The executive director of the American Civil Liberties Union (ACLU) said he regrets altering one of late Supreme Court Justice’s Ruth Bader Ginsburg’s quotes in an effort to be gender-neutral, according to The New York Times (NYT).
Anthony Romero told the NYT Monday he regrets the decision to remove the word “woman” from one of Ginsburg’s most famous quotes and said going forward the organization would not alter quotes.
“On Monday, Anthony Romero … told me he regrets the R.B.G. tweet,” opinion columnist Michelle Goldberg wrote.
“Having spent time with Justice Ginsburg, I would like to believe that if she were alive today, she would encourage us to evolve our language to encompass a broader vision of gender, identity and sexuality,” Romero reportedly added.
ACLU’s Anthony Romero tells Goldberg that it was a mistake for them to change a Ginsburg quote by replacing “women” with “[people]”. https://t.co/ii08djtEhp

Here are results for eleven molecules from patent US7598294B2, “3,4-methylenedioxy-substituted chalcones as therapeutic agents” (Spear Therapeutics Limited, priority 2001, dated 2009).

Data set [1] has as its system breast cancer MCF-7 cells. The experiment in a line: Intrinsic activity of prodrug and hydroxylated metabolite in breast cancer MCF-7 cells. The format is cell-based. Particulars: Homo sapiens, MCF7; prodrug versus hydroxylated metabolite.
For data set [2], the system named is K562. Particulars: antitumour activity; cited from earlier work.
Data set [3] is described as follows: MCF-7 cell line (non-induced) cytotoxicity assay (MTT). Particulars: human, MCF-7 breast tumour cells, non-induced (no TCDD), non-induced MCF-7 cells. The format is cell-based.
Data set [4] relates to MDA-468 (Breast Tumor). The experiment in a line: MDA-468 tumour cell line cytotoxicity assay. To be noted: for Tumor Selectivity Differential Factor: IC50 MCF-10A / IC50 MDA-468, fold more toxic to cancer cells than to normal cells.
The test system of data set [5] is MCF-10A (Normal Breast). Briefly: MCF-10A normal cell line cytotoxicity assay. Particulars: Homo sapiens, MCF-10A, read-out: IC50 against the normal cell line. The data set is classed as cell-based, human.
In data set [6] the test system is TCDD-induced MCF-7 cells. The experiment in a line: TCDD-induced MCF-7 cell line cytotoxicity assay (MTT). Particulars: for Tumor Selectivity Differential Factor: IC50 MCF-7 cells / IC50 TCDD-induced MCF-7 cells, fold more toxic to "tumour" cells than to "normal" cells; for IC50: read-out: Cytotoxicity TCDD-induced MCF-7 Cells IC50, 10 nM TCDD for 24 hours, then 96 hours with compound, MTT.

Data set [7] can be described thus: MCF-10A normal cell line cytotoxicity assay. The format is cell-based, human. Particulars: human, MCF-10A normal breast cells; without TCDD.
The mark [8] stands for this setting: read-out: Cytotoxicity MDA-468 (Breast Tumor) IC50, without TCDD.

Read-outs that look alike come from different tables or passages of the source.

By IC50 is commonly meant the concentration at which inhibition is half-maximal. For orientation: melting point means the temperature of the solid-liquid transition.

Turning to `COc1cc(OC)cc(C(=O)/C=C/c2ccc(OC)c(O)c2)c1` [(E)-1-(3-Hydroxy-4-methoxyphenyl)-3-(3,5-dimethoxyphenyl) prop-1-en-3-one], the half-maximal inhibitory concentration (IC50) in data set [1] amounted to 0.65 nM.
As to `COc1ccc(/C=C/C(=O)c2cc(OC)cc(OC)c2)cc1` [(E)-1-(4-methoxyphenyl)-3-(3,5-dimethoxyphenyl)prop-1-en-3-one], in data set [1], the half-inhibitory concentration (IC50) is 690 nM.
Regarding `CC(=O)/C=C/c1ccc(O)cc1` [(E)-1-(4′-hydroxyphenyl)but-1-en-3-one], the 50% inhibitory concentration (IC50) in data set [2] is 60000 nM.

— Dave Weigel (@daveweigel) September 28, 2021
The organization dedicated a tweet to Ginsburg on the anniversary of her death, using a quote from her 1993 confirmation hearing in which she weighed in on her feelings about abortion. (RELATED: ‘Thanks You Old Dead White Bitch’: Critics Blame Ginsburg When Texas Abortion Law Survives Supreme Court Challenge)
“The decision whether or not to bear a child is central to a [person’s] life, to [their] well-being and dignity … When government controls that decision for [people], [they are] being treated as less than a fully adult human responsible for [their] own choices,” the altered quote read.
With Justice Ruth Bader Ginsburg’s death, we lost a champion for abortion and gender equality. And on the anniversary of her death, the fight to protect abortion access is more urgent than ever. pic.twitter.com/vIKadIHouN
— ACLU (@ACLU) September 18, 2021
The decision to alter the famous quote drew criticism from Megyn Kelly, who blasted the organization for eliminating women.
“Today the ACLU decided to celebrate, not celebrate, but commemorate the one-year mark of Ruth Bader Ginsburg’s death by retweeting a famous quote of her’s about a woman’s ‘right to choose,'” Kelly said during an episode of her SiriusXM radio show “The Megyn Kelly Show.”
“You don’t get to mess with somebody’s quote to make it more inclusive after the fact and after they are dead,” Kelly said.